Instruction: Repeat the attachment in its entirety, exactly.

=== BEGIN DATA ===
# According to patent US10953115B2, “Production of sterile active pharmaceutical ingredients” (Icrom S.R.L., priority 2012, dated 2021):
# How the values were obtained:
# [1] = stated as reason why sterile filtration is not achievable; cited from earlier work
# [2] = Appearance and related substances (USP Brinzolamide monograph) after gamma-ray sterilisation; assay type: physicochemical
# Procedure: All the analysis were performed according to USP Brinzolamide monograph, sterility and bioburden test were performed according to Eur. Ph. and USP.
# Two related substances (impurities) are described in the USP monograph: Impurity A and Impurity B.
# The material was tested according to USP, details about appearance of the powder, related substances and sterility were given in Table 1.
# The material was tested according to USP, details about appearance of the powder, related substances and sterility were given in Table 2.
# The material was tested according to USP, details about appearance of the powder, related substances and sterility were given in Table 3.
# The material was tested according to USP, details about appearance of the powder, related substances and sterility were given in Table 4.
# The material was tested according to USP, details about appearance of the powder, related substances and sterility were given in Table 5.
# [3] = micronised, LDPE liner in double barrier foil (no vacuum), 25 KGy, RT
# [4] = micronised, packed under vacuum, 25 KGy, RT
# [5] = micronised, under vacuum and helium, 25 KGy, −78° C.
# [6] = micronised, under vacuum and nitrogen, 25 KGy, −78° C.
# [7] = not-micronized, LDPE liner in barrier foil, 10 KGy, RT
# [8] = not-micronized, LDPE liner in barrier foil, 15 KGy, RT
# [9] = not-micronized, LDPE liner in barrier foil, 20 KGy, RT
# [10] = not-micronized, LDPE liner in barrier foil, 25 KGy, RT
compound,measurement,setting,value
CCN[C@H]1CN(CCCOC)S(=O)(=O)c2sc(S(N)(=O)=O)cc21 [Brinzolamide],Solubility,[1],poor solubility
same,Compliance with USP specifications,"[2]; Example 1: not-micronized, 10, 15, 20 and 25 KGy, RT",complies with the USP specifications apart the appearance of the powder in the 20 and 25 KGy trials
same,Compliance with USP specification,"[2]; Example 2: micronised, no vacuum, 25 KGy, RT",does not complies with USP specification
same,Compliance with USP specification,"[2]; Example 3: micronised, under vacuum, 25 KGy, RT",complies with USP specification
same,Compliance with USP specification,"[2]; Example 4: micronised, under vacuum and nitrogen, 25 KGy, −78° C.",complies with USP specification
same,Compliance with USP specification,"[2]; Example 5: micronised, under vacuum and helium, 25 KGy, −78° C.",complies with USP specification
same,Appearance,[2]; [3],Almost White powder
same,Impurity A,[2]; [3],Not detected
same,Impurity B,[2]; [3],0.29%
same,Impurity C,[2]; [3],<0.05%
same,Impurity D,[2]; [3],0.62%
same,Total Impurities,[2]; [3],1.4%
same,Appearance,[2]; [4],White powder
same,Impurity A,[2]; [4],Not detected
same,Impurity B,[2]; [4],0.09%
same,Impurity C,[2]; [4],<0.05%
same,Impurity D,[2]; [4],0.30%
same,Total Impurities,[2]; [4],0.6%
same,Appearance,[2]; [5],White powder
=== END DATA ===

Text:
# According to patent US10953115B2, “Production of sterile active pharmaceutical ingredients” (Icrom S.R.L., priority 2012, dated 2021):
# How the values were obtained:
# [1] = stated as reason why sterile filtration is not achievable; cited from earlier work
# [2] = Appearance and related substances (USP Brinzolamide monograph) after gamma-ray sterilisation; assay type: physicochemical
# Procedure: All the analysis were performed according to USP Brinzolamide monograph, sterility and bioburden test were performed according to Eur. Ph. and USP.
# Two related substances (impurities) are described in the USP monograph: Impurity A and Impurity B.
# The material was tested according to USP, details about appearance of the powder, related substances and sterility were given in Table 1.
# The material was tested according to USP, details about appearance of the powder, related substances and sterility were given in Table 2.
# The material was tested according to USP, details about appearance of the powder, related substances and sterility were given in Table 3.
# The material was tested according to USP, details about appearance of the powder, related substances and sterility were given in Table 4.
# The material was tested according to USP, details about appearance of the powder, related substances and sterility were given in Table 5.
# [3] = micronised, LDPE liner in double barrier foil (no vacuum), 25 KGy, RT
# [4] = micronised, packed under vacuum, 25 KGy, RT
# [5] = micronised, under vacuum and helium, 25 KGy, −78° C.
# [6] = micronised, under vacuum and nitrogen, 25 KGy, −78° C.
# [7] = not-micronized, LDPE liner in barrier foil, 10 KGy, RT
# [8] = not-micronized, LDPE liner in barrier foil, 15 KGy, RT
# [9] = not-micronized, LDPE liner in barrier foil, 20 KGy, RT
# [10] = not-micronized, LDPE liner in barrier foil, 25 KGy, RT
compound,measurement,setting,value
CCN[C@H]1CN(CCCOC)S(=O)(=O)c2sc(S(N)(=O)=O)cc21 [Brinzolamide],Solubility,[1],poor solubility
same,Compliance with USP specifications,"[2]; Example 1: not-micronized, 10, 15, 20 and 25 KGy, RT",complies with the USP specifications apart the appearance of the powder in the 20 and 25 KGy trials
same,Compliance with USP specification,"[2]; Example 2: micronised, no vacuum, 25 KGy, RT",does not complies with USP specification
same,Compliance with USP specification,"[2]; Example 3: micronised, under vacuum, 25 KGy, RT",complies with USP specification
same,Compliance with USP specification,"[2]; Example 4: micronised, under vacuum and nitrogen, 25 KGy, −78° C.",complies with USP specification
same,Compliance with USP specification,"[2]; Example 5: micronised, under vacuum and helium, 25 KGy, −78° C.",complies with USP specification
same,Appearance,[2]; [3],Almost White powder
same,Impurity A,[2]; [3],Not detected
same,Impurity B,[2]; [3],0.29%
same,Impurity C,[2]; [3],<0.05%
same,Impurity D,[2]; [3],0.62%
same,Total Impurities,[2]; [3],1.4%
same,Appearance,[2]; [4],White powder
same,Impurity A,[2]; [4],Not detected
same,Impurity B,[2]; [4],0.09%
same,Impurity C,[2]; [4],<0.05%
same,Impurity D,[2]; [4],0.30%
same,Total Impurities,[2]; [4],0.6%
same,Appearance,[2]; [5],White powder